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Georgie Jeffreys is the Director of Marketing at Uber Eats. She talks to us about the company’s latest initiative and how they’re using the credibility and trust they’ve built in getting people and food from point A to point B – to now delivering other goods while competing against established giants.

Talk to us about how Uber is expanding? Where are you at in that journey?

The fun and challenging part about working at a company like Uber is that we are always in a state of evolution expansion. The company was founded 12 years ago and at that time was strictly in the business of moving humans from point A to point B. And then six years ago we expanded with Uber Eats to deliver restaurant food, which has become our primary line of business across the company.

Today we are expanding again from not only delivering restaurant food to delivering local commerce in all its forms: grocery, alcohol, goop beauty products and homewares. These category expansions within the Uber Eats business are certainly new to the consumers, but not for the organization. We started building the foundation for this expansion about two years ago, but we’ve only started to talk to consumers about these new offerings within the past six months.

How are you working to shift brand perception to highlight how you’re expanding?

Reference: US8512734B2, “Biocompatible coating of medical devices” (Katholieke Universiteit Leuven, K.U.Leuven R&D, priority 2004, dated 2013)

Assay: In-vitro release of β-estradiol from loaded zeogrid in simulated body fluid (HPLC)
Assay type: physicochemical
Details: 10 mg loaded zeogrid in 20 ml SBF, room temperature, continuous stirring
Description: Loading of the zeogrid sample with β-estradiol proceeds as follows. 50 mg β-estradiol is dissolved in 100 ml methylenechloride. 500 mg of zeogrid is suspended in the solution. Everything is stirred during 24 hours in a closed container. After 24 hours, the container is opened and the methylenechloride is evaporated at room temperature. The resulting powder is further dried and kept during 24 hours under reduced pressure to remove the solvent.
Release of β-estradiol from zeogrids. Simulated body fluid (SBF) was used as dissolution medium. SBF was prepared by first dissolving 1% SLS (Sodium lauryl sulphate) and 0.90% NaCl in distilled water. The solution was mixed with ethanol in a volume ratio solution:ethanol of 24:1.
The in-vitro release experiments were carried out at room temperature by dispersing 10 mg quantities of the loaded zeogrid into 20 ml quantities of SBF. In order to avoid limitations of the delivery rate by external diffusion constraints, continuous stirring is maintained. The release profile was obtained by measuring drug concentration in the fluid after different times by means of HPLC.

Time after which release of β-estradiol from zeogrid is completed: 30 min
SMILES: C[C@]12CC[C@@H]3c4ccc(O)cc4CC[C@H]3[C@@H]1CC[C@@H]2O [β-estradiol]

In many ways we’ve already done the hardest part, which is building credibility and trust with our consumers. It’s much harder to gain consumer trust when it comes to moving humans from point A to point B than just moving restaurant food. So, we were able to lean into that established credibility when we launched Uber Eats. Now we’re trying to shift the perception about what Uber Eats can deliver, which starts with accelerating awareness.

This is critical for us, not just because it enables future growth, but also because we’re operating in a highly competitive environment. We are competing against both established giants and fast-moving hungry startups.

We also have more specific perception issues like our name, Uber Eats, which led to our recent Super Bowl ad campaign, “Uber Eats and Don’t Eats.”

How do you measure success with your brand initiative? What key metrics are you relying on?

This changes a lot depending on the campaign. Across every program we run we are measuring both brand and business metrics.

And while we do have a longer-term brand view, we’re always measuring the immediate impact on the business. So, with something like the Super Bowl ad we were measuring the main KPIs and the awareness of our expanded product, but we’re also looking at the very short term, even daily to weekly uplifts in orders and sessions.

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